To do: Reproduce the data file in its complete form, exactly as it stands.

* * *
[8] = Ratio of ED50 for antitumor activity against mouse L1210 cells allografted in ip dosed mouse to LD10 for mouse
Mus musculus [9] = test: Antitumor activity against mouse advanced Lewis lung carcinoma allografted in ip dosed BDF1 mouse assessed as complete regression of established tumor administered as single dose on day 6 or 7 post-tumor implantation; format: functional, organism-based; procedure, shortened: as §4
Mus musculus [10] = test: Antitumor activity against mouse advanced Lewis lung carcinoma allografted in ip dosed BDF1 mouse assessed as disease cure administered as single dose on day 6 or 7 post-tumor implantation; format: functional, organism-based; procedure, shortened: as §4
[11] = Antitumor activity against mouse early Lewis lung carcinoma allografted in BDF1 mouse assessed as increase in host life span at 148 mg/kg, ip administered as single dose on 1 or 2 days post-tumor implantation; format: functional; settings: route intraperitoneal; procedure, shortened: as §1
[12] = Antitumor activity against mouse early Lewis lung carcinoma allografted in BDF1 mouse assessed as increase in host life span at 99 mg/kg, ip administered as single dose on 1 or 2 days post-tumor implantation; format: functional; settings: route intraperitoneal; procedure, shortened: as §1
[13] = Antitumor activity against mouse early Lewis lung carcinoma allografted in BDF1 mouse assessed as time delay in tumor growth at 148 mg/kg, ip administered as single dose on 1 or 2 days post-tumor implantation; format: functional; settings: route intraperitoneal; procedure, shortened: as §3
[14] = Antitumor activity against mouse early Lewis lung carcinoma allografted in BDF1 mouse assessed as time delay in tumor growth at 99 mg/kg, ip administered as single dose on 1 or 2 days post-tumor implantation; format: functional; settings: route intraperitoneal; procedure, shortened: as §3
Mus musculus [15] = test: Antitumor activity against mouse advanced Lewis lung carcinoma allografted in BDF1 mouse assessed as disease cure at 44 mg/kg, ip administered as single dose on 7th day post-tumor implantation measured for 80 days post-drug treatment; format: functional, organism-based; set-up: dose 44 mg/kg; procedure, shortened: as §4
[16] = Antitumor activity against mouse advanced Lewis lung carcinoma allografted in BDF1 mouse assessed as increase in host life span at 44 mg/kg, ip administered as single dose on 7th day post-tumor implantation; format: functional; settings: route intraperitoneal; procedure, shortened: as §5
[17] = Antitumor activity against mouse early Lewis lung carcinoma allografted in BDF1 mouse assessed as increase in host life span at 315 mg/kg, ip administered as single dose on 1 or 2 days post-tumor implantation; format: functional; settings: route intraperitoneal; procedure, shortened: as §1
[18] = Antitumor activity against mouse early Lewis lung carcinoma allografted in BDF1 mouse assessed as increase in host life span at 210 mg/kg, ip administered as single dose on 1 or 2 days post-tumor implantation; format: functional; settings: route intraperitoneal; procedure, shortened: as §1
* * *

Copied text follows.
[8] = Ratio of ED50 for antitumor activity against mouse L1210 cells allografted in ip dosed mouse to LD10 for mouse
Mus musculus [9] = test: Antitumor activity against mouse advanced Lewis lung carcinoma allografted in ip dosed BDF1 mouse assessed as complete regression of established tumor administered as single dose on day 6 or 7 post-tumor implantation; format: functional, organism-based; procedure, shortened: as §4
Mus musculus [10] = test: Antitumor activity against mouse advanced Lewis lung carcinoma allografted in ip dosed BDF1 mouse assessed as disease cure administered as single dose on day 6 or 7 post-tumor implantation; format: functional, organism-based; procedure, shortened: as §4
[11] = Antitumor activity against mouse early Lewis lung carcinoma allografted in BDF1 mouse assessed as increase in host life span at 148 mg/kg, ip administered as single dose on 1 or 2 days post-tumor implantation; format: functional; settings: route intraperitoneal; procedure, shortened: as §1
[12] = Antitumor activity against mouse early Lewis lung carcinoma allografted in BDF1 mouse assessed as increase in host life span at 99 mg/kg, ip administered as single dose on 1 or 2 days post-tumor implantation; format: functional; settings: route intraperitoneal; procedure, shortened: as §1
[13] = Antitumor activity against mouse early Lewis lung carcinoma allografted in BDF1 mouse assessed as time delay in tumor growth at 148 mg/kg, ip administered as single dose on 1 or 2 days post-tumor implantation; format: functional; settings: route intraperitoneal; procedure, shortened: as §3
[14] = Antitumor activity against mouse early Lewis lung carcinoma allografted in BDF1 mouse assessed as time delay in tumor growth at 99 mg/kg, ip administered as single dose on 1 or 2 days post-tumor implantation; format: functional; settings: route intraperitoneal; procedure, shortened: as §3
Mus musculus [15] = test: Antitumor activity against mouse advanced Lewis lung carcinoma allografted in BDF1 mouse assessed as disease cure at 44 mg/kg, ip administered as single dose on 7th day post-tumor implantation measured for 80 days post-drug treatment; format: functional, organism-based; set-up: dose 44 mg/kg; procedure, shortened: as §4
[16] = Antitumor activity against mouse advanced Lewis lung carcinoma allografted in BDF1 mouse assessed as increase in host life span at 44 mg/kg, ip administered as single dose on 7th day post-tumor implantation; format: functional; settings: route intraperitoneal; procedure, shortened: as §5
[17] = Antitumor activity against mouse early Lewis lung carcinoma allografted in BDF1 mouse assessed as increase in host life span at 315 mg/kg, ip administered as single dose on 1 or 2 days post-tumor implantation; format: functional; settings: route intraperitoneal; procedure, shortened: as §1
[18] = Antitumor activity against mouse early Lewis lung carcinoma allografted in BDF1 mouse assessed as increase in host life span at 210 mg/kg, ip administered as single dose on 1 or 2 days post-tumor implantation; format: functional; settings: route intraperitoneal; procedure, shortened: as §1